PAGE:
Like other stimulants, cocaine makes people feel energized, talkative, and alert. As a result, people who are addicted to cocaine may talk quickly, sleep very little, experience weight loss due to a lack of appetite, and seem extremely energized or alert most of the time.
Addiction is more than just using cocaine, though. Cocaine addiction is characterized by obsessive and compulsive drug use that continues despite consequences.
People who are addicted to cocaine will use it so frequently that they become less sensitive to the drug. Reduced sensitivity makes people have to take higher doses to feel the same effects as before. This is known as tolerance and is a tell-tale sign of addiction.
People who develop a tolerance to cocaine may also become physically dependent on the drug. Physical dependence occurs when the body becomes so accustomed to having cocaine in the system that the person cannot function normally without it. Someone who is physically dependent on cocaine will experience symptoms of withdrawal if they stop taking it suddenly.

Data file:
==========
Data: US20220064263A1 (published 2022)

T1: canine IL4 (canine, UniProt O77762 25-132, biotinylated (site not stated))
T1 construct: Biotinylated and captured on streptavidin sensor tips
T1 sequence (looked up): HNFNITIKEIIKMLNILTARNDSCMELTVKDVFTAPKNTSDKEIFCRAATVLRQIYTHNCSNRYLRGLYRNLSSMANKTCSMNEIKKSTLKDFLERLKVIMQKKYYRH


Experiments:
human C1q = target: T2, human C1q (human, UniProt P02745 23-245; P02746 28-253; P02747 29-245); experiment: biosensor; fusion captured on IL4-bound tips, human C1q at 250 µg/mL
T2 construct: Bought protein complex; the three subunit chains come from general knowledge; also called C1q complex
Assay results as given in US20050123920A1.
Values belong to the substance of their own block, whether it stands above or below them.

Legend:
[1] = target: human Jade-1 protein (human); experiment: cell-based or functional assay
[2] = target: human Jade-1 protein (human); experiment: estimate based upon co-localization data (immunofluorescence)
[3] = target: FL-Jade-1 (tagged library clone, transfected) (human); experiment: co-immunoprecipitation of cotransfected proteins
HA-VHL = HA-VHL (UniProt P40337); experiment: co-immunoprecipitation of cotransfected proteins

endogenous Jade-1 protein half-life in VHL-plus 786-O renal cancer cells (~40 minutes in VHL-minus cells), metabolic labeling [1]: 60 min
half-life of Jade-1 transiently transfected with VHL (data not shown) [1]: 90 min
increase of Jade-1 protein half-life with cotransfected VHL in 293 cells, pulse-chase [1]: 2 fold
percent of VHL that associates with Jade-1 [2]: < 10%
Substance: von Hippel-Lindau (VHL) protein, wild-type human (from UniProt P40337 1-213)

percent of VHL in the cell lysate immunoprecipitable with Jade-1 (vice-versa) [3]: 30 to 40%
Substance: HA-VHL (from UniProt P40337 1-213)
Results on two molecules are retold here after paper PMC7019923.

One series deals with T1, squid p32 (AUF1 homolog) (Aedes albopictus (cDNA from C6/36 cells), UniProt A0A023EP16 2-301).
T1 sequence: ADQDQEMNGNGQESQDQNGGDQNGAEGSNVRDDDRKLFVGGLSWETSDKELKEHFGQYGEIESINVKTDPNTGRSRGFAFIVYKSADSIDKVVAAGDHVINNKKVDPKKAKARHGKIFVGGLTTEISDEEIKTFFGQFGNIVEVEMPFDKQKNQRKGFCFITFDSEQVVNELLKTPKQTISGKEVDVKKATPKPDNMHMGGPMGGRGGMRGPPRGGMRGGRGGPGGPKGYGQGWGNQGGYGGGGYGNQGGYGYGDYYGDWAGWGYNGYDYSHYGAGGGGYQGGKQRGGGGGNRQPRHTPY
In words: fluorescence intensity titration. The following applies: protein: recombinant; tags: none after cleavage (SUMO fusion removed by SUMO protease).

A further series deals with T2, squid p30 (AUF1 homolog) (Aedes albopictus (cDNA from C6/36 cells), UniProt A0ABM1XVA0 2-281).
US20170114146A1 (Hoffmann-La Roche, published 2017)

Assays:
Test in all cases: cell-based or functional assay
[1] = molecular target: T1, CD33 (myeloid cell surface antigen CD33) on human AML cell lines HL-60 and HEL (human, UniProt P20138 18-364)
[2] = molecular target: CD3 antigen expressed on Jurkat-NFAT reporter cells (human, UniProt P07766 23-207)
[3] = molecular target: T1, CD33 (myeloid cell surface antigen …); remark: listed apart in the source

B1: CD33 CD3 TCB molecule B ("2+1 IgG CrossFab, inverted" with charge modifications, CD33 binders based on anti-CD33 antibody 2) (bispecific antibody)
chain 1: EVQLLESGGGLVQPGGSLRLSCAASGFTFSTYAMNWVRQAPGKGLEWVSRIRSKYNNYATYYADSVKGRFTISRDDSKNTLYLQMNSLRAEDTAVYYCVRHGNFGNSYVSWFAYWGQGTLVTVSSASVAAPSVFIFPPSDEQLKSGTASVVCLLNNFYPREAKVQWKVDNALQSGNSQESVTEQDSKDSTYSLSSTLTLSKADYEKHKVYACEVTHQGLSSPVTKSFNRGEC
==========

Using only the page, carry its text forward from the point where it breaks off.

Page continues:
Tolerance and dependence are physical signs of addiction, but there are behavioral signs, too. Common behavioral signs of cocaine addiction include:
- Isolating from loved ones
- Lying to friends and family about drug use
- Wanting to quit but feeling as though it is impossible to do so
- Trying to quit but being unable to follow through with recovery
- Spending excess time thinking about meth, using it, and recovering from the effects of it
- Engaging in risk-taking, dangerous, or illegal behaviors
- Loss of interest in activities or hobbies that were once enjoyed
- Sudden mood changes or sleep patterns
The NIDA estimates that about 1.3 million people aged 12 and older had a cocaine use disorder in 2020.